The Sella Massif and Sassolungo mountain range are two of the most amazing spots in the Dolomites for those who love climbing the classic trad routes. The Spigolo Gross ont Sass Pordoi and the Kiene route on Cinque Dita are two classic climbs up to grade V, almost the same difficulties but featuring two different style of climbing.
Aldo Gross back in the early Sixties first climbed the arete of Sass Pordoi South face, following a system of cracks and steep slabs featured with good and solid yellow-gray dolomite rock. It takes a bit of route finding to chase the correct line in the central pitches, but if you find little home made green pitons with a ring then you know you are in the right place, as they were placed (probably by the first climbers) on the key spots. You climb up the Spigolo Gross with 8 pitches, you generally short rope the last 100 meters to the summit, where dreamy eyes of the children and frightened ones of the adults have watched you since the last pitch. The way back to the car straight with the cable car is among the most comfortable descents in the Dolomites!
The Kiene route on Cinque Dita, Sassolungo, known by German climbers as the “Diagonal-Riss”, first climbed in 1912, follows that big gray-yellow crack that cuts the South face of the Cinque Dita from right to left. My big respect goes to Gabriel Haupt (he has always been on the sharp end, but he preferred all his routes to be named after his rope mate Kurt Kiene just to stay “in the backstage”) for the boldness and style he climbed this sequence of cracks and overhanging chimneys with, I would say it’s still a tough climb because climbers these days don’t practise chimneys a lot, I also heard climbers saying they don’t like the Kiene because the rock is sometimes covered with debris (I say it’s like climbing over breadcrumbs here and there). Once you get to the top of Cinque Dita, unlike the Gross on Sass Pordoi, you have to face the tricky descent along the normal route, with some abseils and short rope sections via the Index, the Thumb notch, the Palm, the steep face to the Demetz Hut and finally – grand and comfortable finale down the “coffin lift” back to the car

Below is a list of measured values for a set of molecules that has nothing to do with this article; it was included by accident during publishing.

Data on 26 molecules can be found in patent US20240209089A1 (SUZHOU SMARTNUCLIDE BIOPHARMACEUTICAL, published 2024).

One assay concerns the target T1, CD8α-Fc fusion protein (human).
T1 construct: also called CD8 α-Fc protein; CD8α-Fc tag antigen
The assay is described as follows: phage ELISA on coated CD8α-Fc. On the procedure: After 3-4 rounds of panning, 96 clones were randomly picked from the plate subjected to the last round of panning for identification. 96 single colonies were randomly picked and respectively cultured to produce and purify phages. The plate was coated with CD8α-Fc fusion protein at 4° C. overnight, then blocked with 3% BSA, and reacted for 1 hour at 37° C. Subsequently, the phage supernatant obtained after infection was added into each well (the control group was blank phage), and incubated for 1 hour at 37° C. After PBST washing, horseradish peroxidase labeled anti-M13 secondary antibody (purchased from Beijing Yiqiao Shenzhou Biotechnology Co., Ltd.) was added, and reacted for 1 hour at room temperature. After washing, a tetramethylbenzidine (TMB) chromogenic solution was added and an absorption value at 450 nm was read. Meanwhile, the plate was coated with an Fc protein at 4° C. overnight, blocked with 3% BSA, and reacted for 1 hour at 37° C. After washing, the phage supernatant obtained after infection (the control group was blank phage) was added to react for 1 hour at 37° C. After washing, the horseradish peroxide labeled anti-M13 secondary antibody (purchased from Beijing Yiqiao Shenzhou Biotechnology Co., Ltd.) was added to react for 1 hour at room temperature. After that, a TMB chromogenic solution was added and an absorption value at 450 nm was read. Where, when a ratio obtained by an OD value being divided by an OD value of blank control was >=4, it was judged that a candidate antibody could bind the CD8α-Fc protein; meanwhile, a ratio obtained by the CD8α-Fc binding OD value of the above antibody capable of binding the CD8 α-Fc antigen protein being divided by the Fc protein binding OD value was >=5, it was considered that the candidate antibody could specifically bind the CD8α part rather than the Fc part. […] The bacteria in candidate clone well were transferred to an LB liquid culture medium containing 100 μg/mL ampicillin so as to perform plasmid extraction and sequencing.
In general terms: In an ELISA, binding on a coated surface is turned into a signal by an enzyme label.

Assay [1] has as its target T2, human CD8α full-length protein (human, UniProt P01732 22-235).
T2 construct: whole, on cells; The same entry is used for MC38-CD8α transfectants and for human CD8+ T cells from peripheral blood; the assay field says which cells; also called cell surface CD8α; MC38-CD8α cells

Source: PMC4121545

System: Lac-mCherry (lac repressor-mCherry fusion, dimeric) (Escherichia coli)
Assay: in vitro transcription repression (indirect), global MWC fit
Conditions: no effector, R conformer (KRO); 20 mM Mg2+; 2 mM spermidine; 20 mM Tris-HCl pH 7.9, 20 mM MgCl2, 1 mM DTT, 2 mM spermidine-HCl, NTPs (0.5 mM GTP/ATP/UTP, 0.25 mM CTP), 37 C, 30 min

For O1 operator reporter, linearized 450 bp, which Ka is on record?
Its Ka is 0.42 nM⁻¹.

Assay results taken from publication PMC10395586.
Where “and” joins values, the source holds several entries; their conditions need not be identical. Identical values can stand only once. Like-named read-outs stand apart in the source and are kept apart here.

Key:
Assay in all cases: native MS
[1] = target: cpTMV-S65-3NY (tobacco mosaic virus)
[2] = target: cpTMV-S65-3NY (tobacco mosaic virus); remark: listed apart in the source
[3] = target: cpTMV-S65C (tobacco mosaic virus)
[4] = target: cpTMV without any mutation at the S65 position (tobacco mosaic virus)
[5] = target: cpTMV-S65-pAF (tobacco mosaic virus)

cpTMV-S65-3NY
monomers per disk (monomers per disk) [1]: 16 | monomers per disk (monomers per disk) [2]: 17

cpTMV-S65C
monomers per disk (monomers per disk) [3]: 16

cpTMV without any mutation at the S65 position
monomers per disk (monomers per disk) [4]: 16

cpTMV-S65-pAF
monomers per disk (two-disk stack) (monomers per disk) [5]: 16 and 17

Like it or not, the Kiene is a “journey to the center of the Earth” in every sense, I’m always glad to guide and recommend this route to the true lovers of classic alpinism. It’s an adventure that takes you back in time, these days we could climb up here with a good set of cams, but in the end you don’t really need it. Just bring a bit of boldness and climbing technique with you, along with some fair respect that is always helpful and necessary when tackling this kind of historical climbing masterpieces.